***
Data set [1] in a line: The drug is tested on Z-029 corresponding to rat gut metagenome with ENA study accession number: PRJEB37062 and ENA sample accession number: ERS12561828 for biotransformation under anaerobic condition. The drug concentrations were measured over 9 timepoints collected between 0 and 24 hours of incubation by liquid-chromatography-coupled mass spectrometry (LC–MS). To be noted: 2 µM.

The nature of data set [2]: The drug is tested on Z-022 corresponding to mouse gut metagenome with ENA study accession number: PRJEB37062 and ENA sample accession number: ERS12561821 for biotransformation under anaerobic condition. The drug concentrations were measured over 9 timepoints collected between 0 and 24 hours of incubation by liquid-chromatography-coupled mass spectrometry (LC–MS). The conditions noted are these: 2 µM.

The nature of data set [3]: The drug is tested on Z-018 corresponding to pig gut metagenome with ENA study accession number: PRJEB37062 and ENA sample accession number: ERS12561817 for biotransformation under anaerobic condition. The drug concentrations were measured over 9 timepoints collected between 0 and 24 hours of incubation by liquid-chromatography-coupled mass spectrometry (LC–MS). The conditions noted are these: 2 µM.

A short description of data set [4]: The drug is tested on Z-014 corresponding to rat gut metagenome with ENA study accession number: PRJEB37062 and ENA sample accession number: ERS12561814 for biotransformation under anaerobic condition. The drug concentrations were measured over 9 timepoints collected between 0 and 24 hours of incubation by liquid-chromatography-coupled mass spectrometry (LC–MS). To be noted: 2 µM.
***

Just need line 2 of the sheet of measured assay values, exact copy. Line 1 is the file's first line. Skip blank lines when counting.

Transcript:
The nature of data set [2]: The drug is tested on Z-022 corresponding to mouse gut metagenome with ENA study accession number: PRJEB37062 and ENA sample accession number: ERS12561821 for biotransformation under anaerobic condition. The drug concentrations were measured over 9 timepoints collected between 0 and 24 hours of incubation by liquid-chromatography-coupled mass spectrometry (LC–MS). The conditions noted are these: 2 µM.